Saturday marked the first flight between Egypt and Iran since 1979. The election of Islamist President Mohamad Mursi in Egypt in June 2012 significantly thawed relations between the two countries. Diplomatic ties had been cut by Iran in 1979 when the deposed Shah took refuge in Egypt, but the heads of state from the two countries visited in February and the relationship is now largely mended (Reuters).
President Mursi was a leader in the pan-Islamist movement called the Muslim Brotherhood, which has approximately 600,000 members who pay a percentage of their incomes to the organization. It has members worldwide, and promotes Sharia law and the unification of Arab states. These goals are, incidentally, shared by the terrorist group Al Qaeda. The 2011 popular overthrow of President Mubarak in Egypt served as a strong indicator of the Muslim Brotherhood’s growing power. The US announced diplomatic relations with the group immediately following. Egypt was a strong US ally against the Soviets during the Cold War, and was a voice for stability in the Israeli-Palestinian conflict. The manifestation of the Arab Spring in Egypt, which deposed long-time US ally Hosni Mubarak, has not been kind to US foreign policy goals in the region.
Iran and Egypt are the third and sixth largest Muslim countries by GDP. Iran has a GDP of $522 billion and Egypt has a GDP of $231 billion (United Nations 2011). While the economy is half that of Iran, Egypt will attempt to expand its regional power status in the Arab states, Africa, and closely align with Iran and China.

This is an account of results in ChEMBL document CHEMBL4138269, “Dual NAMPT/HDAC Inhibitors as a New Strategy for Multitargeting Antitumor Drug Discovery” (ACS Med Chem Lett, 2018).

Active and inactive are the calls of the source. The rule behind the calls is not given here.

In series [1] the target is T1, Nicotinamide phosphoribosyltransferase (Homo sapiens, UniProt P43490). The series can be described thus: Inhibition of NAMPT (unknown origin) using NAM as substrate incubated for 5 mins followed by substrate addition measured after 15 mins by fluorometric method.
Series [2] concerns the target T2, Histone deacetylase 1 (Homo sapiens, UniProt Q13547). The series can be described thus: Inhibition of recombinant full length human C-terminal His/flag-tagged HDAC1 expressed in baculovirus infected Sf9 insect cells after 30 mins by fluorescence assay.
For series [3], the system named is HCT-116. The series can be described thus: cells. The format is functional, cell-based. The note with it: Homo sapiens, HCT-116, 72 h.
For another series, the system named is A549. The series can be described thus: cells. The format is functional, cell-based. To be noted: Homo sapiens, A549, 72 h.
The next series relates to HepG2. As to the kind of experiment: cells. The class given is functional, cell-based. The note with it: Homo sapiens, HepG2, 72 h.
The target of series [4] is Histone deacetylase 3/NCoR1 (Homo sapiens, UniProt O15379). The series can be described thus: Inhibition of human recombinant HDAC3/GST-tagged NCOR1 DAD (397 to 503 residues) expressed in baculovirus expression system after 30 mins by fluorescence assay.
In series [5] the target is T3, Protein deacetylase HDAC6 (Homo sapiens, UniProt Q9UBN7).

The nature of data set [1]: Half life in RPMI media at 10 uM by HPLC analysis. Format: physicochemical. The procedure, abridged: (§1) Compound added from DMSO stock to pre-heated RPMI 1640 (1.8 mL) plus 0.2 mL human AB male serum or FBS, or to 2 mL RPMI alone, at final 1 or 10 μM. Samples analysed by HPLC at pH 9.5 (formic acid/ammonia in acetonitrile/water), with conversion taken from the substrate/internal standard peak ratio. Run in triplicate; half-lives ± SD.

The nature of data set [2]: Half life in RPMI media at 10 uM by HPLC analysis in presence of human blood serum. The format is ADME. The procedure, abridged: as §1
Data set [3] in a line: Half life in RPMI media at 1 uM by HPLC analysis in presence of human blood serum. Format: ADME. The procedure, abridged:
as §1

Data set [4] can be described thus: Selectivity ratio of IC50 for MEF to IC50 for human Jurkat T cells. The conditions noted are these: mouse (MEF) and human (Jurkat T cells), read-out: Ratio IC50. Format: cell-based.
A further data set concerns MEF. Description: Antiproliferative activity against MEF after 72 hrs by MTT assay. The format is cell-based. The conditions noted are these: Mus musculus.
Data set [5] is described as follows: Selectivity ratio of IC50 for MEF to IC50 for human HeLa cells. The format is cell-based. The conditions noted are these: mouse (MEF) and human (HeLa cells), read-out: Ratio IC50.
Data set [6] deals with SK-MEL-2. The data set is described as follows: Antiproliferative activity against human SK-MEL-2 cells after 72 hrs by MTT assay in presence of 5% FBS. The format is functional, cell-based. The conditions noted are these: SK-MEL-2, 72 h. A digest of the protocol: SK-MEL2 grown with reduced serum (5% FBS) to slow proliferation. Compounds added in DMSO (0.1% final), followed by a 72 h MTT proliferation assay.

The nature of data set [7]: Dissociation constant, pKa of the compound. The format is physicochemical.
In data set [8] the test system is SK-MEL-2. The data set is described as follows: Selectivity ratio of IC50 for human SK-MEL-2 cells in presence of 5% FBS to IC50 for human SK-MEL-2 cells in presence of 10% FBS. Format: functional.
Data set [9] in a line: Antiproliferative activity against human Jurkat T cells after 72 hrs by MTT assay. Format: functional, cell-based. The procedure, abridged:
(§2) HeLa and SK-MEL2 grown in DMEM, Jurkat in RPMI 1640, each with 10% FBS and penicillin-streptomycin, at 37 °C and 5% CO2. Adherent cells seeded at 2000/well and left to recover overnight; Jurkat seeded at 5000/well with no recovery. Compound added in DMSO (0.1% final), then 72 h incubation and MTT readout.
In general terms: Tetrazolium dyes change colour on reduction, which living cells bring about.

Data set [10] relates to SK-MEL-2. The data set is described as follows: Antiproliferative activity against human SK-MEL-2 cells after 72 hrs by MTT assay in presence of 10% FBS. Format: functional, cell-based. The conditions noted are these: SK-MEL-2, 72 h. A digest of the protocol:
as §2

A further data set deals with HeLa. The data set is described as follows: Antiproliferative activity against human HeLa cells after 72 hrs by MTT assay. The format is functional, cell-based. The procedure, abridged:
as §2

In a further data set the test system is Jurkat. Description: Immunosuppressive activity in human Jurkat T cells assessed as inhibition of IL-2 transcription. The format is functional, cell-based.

For indicators of balancing against NATO and tilting away from the US, watch for Egypt joining the Shanghai Cooperation Organization (SCO) as an observer state, as has Iran. Watch for increased commercial relations with North Korea and Iran, and improved diplomatic ties with Pakistan. For indicators of nuclear club aspirations, watch for Egyptian efforts to improve types of nuclear power generation that yield fissile by-products for potential use in nuclear weapons. Also watch for increased Egyptian government links to organizations with likely ties to global terrorism. Egyptian political instability will continue until more authoritarian rule is imposed by either the Islamists or the pro-western faction. Expect further loss of value in Egypt-tied investments, including equities, commercial debt, and sovereign debt. Egyptian oil production is less than 1% of global supply, so there should be negligible effects on oil prices.